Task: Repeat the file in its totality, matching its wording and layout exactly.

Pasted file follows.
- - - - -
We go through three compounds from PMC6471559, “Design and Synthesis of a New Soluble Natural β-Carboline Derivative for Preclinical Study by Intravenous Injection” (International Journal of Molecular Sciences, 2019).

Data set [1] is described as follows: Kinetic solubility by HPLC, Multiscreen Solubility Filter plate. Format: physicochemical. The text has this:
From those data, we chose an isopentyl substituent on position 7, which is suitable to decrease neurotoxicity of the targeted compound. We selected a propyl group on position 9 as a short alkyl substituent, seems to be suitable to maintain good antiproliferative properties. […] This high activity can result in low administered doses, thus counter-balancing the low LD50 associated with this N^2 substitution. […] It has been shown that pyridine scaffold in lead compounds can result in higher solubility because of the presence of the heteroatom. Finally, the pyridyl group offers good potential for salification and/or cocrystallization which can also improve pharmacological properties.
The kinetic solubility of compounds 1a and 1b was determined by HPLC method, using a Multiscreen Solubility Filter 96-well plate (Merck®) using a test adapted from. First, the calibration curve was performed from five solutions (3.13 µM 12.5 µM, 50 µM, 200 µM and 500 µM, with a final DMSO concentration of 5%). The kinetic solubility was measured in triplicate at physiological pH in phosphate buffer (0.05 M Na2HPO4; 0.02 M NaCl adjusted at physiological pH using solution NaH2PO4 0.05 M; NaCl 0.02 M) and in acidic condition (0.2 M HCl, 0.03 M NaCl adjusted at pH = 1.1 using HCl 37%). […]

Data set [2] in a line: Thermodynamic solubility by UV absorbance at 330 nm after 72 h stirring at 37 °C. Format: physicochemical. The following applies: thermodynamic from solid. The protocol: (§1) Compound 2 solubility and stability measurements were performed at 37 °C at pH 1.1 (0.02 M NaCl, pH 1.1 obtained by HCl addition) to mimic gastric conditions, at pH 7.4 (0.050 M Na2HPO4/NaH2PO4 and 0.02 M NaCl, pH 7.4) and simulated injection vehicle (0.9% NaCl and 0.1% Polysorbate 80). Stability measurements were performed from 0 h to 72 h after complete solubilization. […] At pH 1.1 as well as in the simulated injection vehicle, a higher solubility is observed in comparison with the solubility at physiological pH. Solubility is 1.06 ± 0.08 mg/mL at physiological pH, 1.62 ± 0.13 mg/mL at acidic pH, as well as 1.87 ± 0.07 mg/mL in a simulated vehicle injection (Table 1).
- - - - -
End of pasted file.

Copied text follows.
We go through three compounds from PMC6471559, “Design and Synthesis of a New Soluble Natural β-Carboline Derivative for Preclinical Study by Intravenous Injection” (International Journal of Molecular Sciences, 2019).

Data set [1] is described as follows: Kinetic solubility by HPLC, Multiscreen Solubility Filter plate. Format: physicochemical. The text has this:
From those data, we chose an isopentyl substituent on position 7, which is suitable to decrease neurotoxicity of the targeted compound. We selected a propyl group on position 9 as a short alkyl substituent, seems to be suitable to maintain good antiproliferative properties. […] This high activity can result in low administered doses, thus counter-balancing the low LD50 associated with this N^2 substitution. […] It has been shown that pyridine scaffold in lead compounds can result in higher solubility because of the presence of the heteroatom. Finally, the pyridyl group offers good potential for salification and/or cocrystallization which can also improve pharmacological properties.
The kinetic solubility of compounds 1a and 1b was determined by HPLC method, using a Multiscreen Solubility Filter 96-well plate (Merck®) using a test adapted from. First, the calibration curve was performed from five solutions (3.13 µM 12.5 µM, 50 µM, 200 µM and 500 µM, with a final DMSO concentration of 5%). The kinetic solubility was measured in triplicate at physiological pH in phosphate buffer (0.05 M Na2HPO4; 0.02 M NaCl adjusted at physiological pH using solution NaH2PO4 0.05 M; NaCl 0.02 M) and in acidic condition (0.2 M HCl, 0.03 M NaCl adjusted at pH = 1.1 using HCl 37%). […]

Data set [2] in a line: Thermodynamic solubility by UV absorbance at 330 nm after 72 h stirring at 37 °C. Format: physicochemical. The following applies: thermodynamic from solid. The protocol: (§1) Compound 2 solubility and stability measurements were performed at 37 °C at pH 1.1 (0.02 M NaCl, pH 1.1 obtained by HCl addition) to mimic gastric conditions, at pH 7.4 (0.050 M Na2HPO4/NaH2PO4 and 0.02 M NaCl, pH 7.4) and simulated injection vehicle (0.9% NaCl and 0.1% Polysorbate 80). Stability measurements were performed from 0 h to 72 h after complete solubilization. […] At pH 1.1 as well as in the simulated injection vehicle, a higher solubility is observed in comparison with the solubility at physiological pH. Solubility is 1.06 ± 0.08 mg/mL at physiological pH, 1.62 ± 0.13 mg/mL at acidic pH, as well as 1.87 ± 0.07 mg/mL in a simulated vehicle injection (Table 1).